Column】Fluidity and Evolution of Practice

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Hello, I am Sugawara, your instructor.
In the previous and previous issues, we have discussed how to improve aikido from the perspective of preparation and review.

In this issue, I would like to change the topic completely and talk about how we design our aikido training.


I want them to improve twice as fast as I do.

I put a lot of thought into designing my aikido training, but what I place particular importance on is that my students understand aikido twice as fast as I understand it.


I have been taught Aikido by wonderful teachers. Malick Sensei from England, Chris Sensei from the U.S., and Payet Sensei from France have taught me the essence of the world wide world with great care.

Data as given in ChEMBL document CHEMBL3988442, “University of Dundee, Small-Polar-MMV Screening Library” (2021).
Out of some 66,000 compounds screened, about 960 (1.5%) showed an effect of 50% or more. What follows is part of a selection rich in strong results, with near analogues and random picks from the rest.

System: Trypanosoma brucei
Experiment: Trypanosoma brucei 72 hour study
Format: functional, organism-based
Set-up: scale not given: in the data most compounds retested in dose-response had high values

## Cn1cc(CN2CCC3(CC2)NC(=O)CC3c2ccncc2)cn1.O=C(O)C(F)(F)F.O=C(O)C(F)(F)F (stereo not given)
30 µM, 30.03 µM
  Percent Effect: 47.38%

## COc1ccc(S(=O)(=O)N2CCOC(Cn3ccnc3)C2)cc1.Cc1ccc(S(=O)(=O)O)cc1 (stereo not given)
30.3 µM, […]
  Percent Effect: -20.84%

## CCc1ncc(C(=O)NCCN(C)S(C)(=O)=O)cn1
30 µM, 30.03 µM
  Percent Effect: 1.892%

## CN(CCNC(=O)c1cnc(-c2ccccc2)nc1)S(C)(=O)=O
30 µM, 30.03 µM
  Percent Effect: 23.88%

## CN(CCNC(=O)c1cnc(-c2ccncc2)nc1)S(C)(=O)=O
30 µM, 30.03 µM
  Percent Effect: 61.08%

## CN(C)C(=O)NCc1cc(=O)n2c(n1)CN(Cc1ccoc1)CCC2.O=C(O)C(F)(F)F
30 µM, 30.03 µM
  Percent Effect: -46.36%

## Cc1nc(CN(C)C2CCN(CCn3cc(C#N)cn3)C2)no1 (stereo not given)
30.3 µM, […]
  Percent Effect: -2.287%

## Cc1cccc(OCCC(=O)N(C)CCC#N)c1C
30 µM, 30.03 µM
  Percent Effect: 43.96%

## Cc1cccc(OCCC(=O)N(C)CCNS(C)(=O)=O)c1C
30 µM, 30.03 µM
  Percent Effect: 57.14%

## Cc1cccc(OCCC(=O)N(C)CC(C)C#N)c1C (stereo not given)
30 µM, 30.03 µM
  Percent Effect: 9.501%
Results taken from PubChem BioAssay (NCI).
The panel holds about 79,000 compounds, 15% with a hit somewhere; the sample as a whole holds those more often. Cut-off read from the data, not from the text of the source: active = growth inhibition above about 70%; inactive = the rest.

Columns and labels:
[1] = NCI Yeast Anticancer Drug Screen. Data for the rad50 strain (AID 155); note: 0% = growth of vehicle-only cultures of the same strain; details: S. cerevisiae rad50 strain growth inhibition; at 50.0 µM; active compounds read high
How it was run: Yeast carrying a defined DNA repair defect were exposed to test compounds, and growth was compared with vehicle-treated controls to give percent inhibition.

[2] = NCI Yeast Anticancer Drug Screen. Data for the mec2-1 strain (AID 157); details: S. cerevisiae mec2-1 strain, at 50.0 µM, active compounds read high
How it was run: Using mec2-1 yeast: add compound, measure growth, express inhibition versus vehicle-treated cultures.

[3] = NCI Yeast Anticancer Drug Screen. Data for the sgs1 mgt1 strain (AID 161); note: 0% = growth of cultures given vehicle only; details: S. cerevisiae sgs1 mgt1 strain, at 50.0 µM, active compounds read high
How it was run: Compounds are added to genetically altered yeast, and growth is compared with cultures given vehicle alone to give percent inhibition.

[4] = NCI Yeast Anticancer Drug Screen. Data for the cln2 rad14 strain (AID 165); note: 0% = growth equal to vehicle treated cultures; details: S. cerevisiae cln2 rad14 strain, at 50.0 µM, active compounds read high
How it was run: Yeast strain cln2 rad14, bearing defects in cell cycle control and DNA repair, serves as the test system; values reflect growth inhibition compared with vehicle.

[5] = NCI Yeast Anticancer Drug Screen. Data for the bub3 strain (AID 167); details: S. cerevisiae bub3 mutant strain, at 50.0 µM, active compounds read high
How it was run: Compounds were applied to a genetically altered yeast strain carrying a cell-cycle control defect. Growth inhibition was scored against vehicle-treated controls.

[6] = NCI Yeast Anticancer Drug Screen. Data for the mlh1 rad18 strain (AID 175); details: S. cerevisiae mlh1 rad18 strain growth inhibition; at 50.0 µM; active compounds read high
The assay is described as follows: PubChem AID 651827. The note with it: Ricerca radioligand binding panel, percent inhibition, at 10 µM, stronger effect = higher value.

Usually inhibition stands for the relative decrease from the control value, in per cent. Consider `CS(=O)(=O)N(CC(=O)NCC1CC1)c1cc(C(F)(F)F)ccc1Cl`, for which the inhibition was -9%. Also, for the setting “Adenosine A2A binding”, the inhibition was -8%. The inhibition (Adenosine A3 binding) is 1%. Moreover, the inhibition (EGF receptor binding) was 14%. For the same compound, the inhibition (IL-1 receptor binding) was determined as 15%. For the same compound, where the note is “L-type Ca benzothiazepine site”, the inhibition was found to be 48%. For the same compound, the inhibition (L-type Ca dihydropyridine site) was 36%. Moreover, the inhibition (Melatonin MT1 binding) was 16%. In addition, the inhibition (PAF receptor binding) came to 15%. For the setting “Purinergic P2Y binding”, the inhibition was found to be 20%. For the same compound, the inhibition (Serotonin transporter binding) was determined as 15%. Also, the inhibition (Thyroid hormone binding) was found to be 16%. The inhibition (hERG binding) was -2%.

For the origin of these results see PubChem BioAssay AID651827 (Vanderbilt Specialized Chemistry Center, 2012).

What would I tell someone who is about to start aikido? It is really difficult, but I would like to systematize the essence of what I was taught in my own way and compile it so that what took me a year to learn can be understood in six months.


I'd like you to hit the wall as much as I did.

I am often tempted to say to my aikido students and juniors, "Try to do the same thing I did. When I see someone who has felt the same problems as I have in the past, I want to put on a senior air and say, "You hit a wall, I used to, too.


It is a very good feeling when you have the air of seniority. It is easy to feel superior and all-powerful. It's easy to justify that "this obstacle was necessary for him.